Every summer, the Arizona Beef Council along with agriculture groups and the University of Arizona plan and execute the Summer Agriculture Institute (SAI) program, a five-day tour designed to teach K-12 teachers about food and fiber production and help them incorporate that knowledge into their classroom curriculum. SAI combines hands-on learning about agriculture with practical curriculum development. In fact, today marks the final day for the 2016 program and although survey results aren’t in yet, we think it was another successful year.
Each year the program focuses on a certain part of the state with this year’s focus being central and northern Arizona with many stops scheduled to cover all aspects of Arizona agriculture. We are excited to note many stages in the beef lifecycle were covered this year, giving teachers a better understanding of how cattle are raised in Arizona.
Groseta Ranches, a beautiful ranch in Cottonwood, Arizona working on its fifth generation of ranchers, was the first cattle stop of the week. The teachers heard from Andy Groseta about how the ranch works (For more info on cow-calf ranches, click here) and then covered the many issues they face. A delicious Fiesta Beef Salad lunch along with many yummy desserts was also provided by the Yavapai Cowbelles and Andy’s wife, Mary Beth.
The next stage in the beef lifecycle was demonstrated at Heiden Land and Cattle, a family farm which has been operated by the Heiden’s for 60 plus years, led by Paul Heiden. This is the stage after cattle have reached a certain weight and arrive at the feed yard to put on weight while maintaining their health. Many steps go into ensuring the safety and health of the cattle at the feed yard including the utilization of veterinarians to advise on proper health care along with a cattle nutritionist who studies the feed products available and determines which combination will be the healthiest for the animals. This stage of the beef cattle lifecycle is important to the marbling and quality of the beef at your grocery store.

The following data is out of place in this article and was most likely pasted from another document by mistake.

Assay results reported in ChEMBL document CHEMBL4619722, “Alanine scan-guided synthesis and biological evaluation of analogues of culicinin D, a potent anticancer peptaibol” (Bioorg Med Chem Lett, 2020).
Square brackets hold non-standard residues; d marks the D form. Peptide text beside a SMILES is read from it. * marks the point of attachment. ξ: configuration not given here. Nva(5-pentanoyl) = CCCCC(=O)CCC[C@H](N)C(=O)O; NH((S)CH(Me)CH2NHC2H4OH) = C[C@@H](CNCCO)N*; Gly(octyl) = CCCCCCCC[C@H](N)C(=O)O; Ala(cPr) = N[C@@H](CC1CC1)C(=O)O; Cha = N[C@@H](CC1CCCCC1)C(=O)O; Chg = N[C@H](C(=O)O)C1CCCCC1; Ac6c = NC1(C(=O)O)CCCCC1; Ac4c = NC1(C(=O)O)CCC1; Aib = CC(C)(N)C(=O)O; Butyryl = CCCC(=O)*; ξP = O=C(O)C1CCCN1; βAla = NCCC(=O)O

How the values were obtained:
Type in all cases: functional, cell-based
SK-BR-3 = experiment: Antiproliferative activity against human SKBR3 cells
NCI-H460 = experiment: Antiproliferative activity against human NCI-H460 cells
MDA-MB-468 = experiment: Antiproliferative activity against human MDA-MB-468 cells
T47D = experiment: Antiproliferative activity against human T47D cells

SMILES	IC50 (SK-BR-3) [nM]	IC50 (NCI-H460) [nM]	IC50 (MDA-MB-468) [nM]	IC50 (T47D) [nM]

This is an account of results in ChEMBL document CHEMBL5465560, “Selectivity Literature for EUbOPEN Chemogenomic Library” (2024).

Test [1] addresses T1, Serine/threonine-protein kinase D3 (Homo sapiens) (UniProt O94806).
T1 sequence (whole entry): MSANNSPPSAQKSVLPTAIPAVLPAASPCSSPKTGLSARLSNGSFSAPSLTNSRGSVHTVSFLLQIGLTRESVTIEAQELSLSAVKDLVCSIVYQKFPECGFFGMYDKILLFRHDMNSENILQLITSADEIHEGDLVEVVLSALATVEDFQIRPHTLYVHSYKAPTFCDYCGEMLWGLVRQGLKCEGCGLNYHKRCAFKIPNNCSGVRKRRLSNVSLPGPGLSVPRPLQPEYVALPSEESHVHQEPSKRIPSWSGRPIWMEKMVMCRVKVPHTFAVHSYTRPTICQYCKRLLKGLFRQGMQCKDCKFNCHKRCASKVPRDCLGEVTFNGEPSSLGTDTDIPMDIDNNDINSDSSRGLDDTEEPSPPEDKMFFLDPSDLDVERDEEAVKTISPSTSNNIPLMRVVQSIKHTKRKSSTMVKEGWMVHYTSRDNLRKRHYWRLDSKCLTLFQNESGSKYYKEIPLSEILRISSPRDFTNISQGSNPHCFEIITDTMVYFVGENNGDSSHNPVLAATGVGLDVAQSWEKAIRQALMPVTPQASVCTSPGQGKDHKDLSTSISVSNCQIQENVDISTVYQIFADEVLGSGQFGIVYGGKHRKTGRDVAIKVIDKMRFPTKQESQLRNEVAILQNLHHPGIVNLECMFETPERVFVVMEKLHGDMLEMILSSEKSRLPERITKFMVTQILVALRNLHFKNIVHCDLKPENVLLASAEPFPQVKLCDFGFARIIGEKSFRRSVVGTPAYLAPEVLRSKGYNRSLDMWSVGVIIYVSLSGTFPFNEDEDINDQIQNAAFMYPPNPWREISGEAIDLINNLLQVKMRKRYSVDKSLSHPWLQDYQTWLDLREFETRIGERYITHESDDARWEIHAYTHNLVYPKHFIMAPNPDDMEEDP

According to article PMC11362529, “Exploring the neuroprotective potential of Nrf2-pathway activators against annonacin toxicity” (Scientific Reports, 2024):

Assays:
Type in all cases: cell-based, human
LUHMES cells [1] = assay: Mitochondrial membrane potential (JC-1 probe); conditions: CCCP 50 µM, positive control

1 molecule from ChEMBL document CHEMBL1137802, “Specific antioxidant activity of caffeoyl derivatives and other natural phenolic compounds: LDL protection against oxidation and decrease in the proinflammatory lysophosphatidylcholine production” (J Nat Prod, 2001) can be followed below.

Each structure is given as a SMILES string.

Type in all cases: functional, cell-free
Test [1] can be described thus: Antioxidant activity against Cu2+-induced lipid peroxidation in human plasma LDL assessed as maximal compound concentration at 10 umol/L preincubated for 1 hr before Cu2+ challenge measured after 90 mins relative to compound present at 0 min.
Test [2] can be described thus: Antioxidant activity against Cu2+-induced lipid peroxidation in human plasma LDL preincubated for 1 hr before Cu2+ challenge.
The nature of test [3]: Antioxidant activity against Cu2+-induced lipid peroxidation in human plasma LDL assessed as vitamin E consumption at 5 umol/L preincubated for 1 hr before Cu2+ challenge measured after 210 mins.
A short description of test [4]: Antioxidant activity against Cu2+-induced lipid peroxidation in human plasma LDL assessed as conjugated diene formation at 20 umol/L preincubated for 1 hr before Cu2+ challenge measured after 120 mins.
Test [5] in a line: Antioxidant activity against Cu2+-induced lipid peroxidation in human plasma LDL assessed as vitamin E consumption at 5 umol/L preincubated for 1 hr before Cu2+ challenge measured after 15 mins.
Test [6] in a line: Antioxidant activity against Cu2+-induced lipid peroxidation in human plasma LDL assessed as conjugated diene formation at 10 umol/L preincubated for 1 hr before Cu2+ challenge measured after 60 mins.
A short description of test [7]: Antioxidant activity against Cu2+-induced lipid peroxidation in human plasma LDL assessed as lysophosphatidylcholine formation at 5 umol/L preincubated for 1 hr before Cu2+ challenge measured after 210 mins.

The final stage of the lifecycle was shown at Perkinsville Meat Processing. This segment is where cattle are turned into beef. A slaughterhouse can cause some a sense of apprehension and anxiety. However, Lori Aquilone, a teacher on this year’s tour, approached us today at the wrap-up lunch, stating she didn’t eat meat before this tour because of concerns including safety, cleanliness, and humane treatment. She was excited to announce her fears were put to rest and she now felt safe and comfortable consuming beef and other meat products after visiting and learning the process. If you are interested in seeing the actual process from start to finish, check out Temple Grandin’s Glass Walls Project. Please be warned, this video could be considered graphic to some.
This week-long journey is exhausting for both teachers and volunteers but one which is important in our society which is so far removed from the farm. Currently, the average citizen is 3 generations removed from any sort of agriculture work so it’s understandable how some might not understand how things work. The teachers who participate in this tour are able to see many aspects of agriculture, first-hand, and take that important information back to their students. We are grateful they take a week out of their schedule to spend time with us!